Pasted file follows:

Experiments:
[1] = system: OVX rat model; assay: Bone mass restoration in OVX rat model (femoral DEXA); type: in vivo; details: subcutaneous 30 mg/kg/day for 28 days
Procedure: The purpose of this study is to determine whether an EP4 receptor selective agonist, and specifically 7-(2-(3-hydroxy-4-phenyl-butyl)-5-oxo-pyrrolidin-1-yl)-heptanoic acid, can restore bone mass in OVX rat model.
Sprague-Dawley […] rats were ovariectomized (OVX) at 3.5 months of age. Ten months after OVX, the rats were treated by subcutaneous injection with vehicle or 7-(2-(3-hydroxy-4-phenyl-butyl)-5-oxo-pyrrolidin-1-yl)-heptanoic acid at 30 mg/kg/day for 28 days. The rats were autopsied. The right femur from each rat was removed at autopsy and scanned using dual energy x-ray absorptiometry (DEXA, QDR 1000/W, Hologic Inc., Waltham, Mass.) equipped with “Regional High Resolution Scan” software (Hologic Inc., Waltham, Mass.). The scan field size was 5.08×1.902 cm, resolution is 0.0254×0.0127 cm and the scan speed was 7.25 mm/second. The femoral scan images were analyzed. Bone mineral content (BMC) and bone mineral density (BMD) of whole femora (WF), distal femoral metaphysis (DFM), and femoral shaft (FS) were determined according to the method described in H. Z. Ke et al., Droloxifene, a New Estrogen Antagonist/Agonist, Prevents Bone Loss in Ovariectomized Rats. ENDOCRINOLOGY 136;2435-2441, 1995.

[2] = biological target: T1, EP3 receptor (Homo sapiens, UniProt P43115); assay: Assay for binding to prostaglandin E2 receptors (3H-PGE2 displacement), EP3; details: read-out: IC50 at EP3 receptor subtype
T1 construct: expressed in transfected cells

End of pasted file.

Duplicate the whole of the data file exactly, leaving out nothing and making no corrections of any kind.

Experiments:
[1] = system: OVX rat model; assay: Bone mass restoration in OVX rat model (femoral DEXA); type: in vivo; details: subcutaneous 30 mg/kg/day for 28 days
Procedure: The purpose of this study is to determine whether an EP4 receptor selective agonist, and specifically 7-(2-(3-hydroxy-4-phenyl-butyl)-5-oxo-pyrrolidin-1-yl)-heptanoic acid, can restore bone mass in OVX rat model.
Sprague-Dawley […] rats were ovariectomized (OVX) at 3.5 months of age. Ten months after OVX, the rats were treated by subcutaneous injection with vehicle or 7-(2-(3-hydroxy-4-phenyl-butyl)-5-oxo-pyrrolidin-1-yl)-heptanoic acid at 30 mg/kg/day for 28 days. The rats were autopsied. The right femur from each rat was removed at autopsy and scanned using dual energy x-ray absorptiometry (DEXA, QDR 1000/W, Hologic Inc., Waltham, Mass.) equipped with “Regional High Resolution Scan” software (Hologic Inc., Waltham, Mass.). The scan field size was 5.08×1.902 cm, resolution is 0.0254×0.0127 cm and the scan speed was 7.25 mm/second. The femoral scan images were analyzed. Bone mineral content (BMC) and bone mineral density (BMD) of whole femora (WF), distal femoral metaphysis (DFM), and femoral shaft (FS) were determined according to the method described in H. Z. Ke et al., Droloxifene, a New Estrogen Antagonist/Agonist, Prevents Bone Loss in Ovariectomized Rats. ENDOCRINOLOGY 136;2435-2441, 1995.

[2] = biological target: T1, EP3 receptor (Homo sapiens, UniProt P43115); assay: Assay for binding to prostaglandin E2 receptors (3H-PGE2 displacement), EP3; details: read-out: IC50 at EP3 receptor subtype
T1 construct: expressed in transfected cells